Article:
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Healthcare infrastructure, contraceptive use and infant mortality in Uttar Pradesh, India

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  • Bhargava, Alok
  • Chowdhury, Sadia
  • Singh, K.K.

Abstract

AbstractThis paper analyzes data on approximately 30,000 women from a survey in Uttar Pradesh in 1995 together with the data from surveys of public and private providers of healthcare and family planning services. A framework was developed for analyzing the effects of quality of services on utilization, and for understanding the gradual evolution of the healthcare infrastructure. The empirical results from logistic regressions for use of female sterilization and IUD showed significant effects of quality of services in government and private hospitals, and of socioeconomic variables such as education, caste, and an index of household possessions. Secondly, models for infant mortality of children born in the preceding 3-year period showed significant effects of socioeconomic variables, quality of healthcare services and birth spacing. Lastly, analysis of data at a more aggregated (Primary Sampling Unit) level indicated differential effects of economic development on the quality of services available in the public and private facilities.
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Suggested Citation

  • Bhargava, Alok & Chowdhury, Sadia & Singh, K.K., 2005. "Healthcare infrastructure, contraceptive use and infant mortality in Uttar Pradesh, India," Economics & Human Biology, Elsevier, vol. 3(3), pages 388-404, December.
  • Handle: RePEc:eee:ehbiol:v:3:y:2005:i:3:p:388-404
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    References listed on IDEAS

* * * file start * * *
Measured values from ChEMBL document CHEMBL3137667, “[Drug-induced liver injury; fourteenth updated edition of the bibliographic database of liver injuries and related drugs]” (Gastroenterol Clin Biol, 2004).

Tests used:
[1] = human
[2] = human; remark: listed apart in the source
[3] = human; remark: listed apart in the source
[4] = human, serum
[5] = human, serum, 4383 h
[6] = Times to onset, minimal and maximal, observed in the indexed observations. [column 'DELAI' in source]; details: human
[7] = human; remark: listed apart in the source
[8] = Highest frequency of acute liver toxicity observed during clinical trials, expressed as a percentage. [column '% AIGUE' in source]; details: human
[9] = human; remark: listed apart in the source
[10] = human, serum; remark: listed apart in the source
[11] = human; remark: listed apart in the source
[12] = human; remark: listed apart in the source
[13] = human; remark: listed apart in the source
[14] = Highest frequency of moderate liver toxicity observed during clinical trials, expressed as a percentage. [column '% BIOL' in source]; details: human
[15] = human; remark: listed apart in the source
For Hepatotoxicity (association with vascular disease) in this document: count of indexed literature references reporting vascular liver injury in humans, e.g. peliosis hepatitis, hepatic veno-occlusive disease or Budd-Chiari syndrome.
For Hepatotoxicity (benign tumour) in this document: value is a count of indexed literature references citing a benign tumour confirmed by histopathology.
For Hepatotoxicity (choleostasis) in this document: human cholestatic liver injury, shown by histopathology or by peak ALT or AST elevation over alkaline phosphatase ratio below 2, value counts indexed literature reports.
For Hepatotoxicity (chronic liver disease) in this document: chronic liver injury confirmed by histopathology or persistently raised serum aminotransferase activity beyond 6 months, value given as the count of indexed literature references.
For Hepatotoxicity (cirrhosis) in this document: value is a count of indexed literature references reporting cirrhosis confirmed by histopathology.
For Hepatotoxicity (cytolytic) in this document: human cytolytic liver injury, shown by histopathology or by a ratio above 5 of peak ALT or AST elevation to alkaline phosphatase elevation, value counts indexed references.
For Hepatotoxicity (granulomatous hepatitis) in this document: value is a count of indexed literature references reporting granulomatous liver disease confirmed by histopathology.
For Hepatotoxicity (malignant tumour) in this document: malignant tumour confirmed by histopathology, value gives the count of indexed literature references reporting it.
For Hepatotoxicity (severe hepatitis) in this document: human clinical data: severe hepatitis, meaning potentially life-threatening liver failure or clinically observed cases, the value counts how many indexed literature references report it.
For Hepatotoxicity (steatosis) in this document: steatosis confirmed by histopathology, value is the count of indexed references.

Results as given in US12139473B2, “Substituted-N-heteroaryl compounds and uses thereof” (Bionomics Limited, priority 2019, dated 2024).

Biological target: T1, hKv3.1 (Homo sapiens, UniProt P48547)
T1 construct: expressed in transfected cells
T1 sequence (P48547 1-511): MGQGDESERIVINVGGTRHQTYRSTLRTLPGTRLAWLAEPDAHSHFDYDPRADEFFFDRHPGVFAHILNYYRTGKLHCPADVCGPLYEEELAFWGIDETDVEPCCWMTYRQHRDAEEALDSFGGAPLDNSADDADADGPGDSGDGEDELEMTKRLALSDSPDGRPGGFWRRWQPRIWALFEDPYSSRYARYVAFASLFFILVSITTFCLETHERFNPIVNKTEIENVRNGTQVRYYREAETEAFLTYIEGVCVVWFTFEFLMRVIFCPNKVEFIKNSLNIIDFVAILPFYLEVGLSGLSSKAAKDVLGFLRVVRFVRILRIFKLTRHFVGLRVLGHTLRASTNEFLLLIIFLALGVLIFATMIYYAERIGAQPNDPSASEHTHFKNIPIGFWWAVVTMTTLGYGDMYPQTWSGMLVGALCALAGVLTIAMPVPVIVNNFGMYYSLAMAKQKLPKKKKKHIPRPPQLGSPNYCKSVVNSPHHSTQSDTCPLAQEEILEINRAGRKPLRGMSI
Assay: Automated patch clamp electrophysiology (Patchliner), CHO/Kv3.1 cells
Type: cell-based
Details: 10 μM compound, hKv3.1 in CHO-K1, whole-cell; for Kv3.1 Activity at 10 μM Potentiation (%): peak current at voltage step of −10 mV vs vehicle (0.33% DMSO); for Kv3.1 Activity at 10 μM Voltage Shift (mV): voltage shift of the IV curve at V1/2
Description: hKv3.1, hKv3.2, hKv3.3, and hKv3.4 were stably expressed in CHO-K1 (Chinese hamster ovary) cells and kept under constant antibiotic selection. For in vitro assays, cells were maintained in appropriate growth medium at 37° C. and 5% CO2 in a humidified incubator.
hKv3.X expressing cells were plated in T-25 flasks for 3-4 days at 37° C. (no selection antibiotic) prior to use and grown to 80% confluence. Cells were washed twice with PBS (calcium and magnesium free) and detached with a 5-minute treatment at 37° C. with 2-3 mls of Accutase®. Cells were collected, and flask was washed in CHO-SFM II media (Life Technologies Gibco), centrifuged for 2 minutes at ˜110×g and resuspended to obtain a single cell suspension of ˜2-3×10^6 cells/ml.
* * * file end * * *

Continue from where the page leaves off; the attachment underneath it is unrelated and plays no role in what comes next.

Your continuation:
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    1. Bhargava, Alok, 2003. "Family planning, gender differences and infant mortality: evidence from Uttar Pradesh, India," Journal of Econometrics, Elsevier, vol. 112(1), pages 225-240, January.
    2. Smith, Richard J & Blundell, Richard W, 1986. "An Exogeneity Test for a Simultaneous Equation Tobit Model with an Application to Labor Supply," Econometrica, Econometric Society, vol. 54(3), pages 679-685, May.
    3. Jean Dr├Ęze & Mamta Murthi, 2001. "Fertility, Education, and Development: Evidence from India," Population and Development Review, The Population Council, Inc., vol. 27(1), pages 33-63.
    4. David H. Peters & Abdo S. Yazbeck & Rashmi R. Sharma & G. N. V. Ramana & Lant H. Pritchett & Adam Wagstaff, 2002. "Better Health Systems for India's Poor : Findings, Analysis, and Options," World Bank Publications, The World Bank, number 14080, April.
    5. Wiji Arulampalam & Sonia Bhalotra, 2003. "Sibling Death Clustering in India: Genuine Scarring vs Unobserved Heterogeneity," Bristol Economics Discussion Papers 03/552, Department of Economics, University of Bristol, UK.
    6. Easterlin, Richard A. & Crimmins, Eileen M., 1985. "The Fertility Revolution," University of Chicago Press Economics Books, University of Chicago Press, number 9780226180298, November.
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    Cited by:

    1. Pablo Villalobos Dintrans & Claire Chaumont, 2017. "Examining the relationship between human resources and mortality: the effects of methodological choices," International Journal of Public Health, Springer;Swiss School of Public Health (SSPH+), vol. 62(3), pages 361-370, April.
    2. Luke, Nancy & Munshi, Kaivan, 2007. "Social affiliation and the demand for health services: Caste and child health in South India," Journal of Development Economics, Elsevier, vol. 83(2), pages 256-279, July.

    More about this item

    JEL classification:

    • C40 - Mathematical and Quantitative Methods - - Econometric and Statistical Methods: Special Topics - - - General
    • C10 - Mathematical and Quantitative Methods - - Econometric and Statistical Methods and Methodology: General - - - General
    • Q18 - Agricultural and Natural Resource Economics; Environmental and Ecological Economics - - Agriculture - - - Agricultural Policy; Food Policy
    • Z18 - Other Special Topics - - Cultural Economics - - - Public Policy

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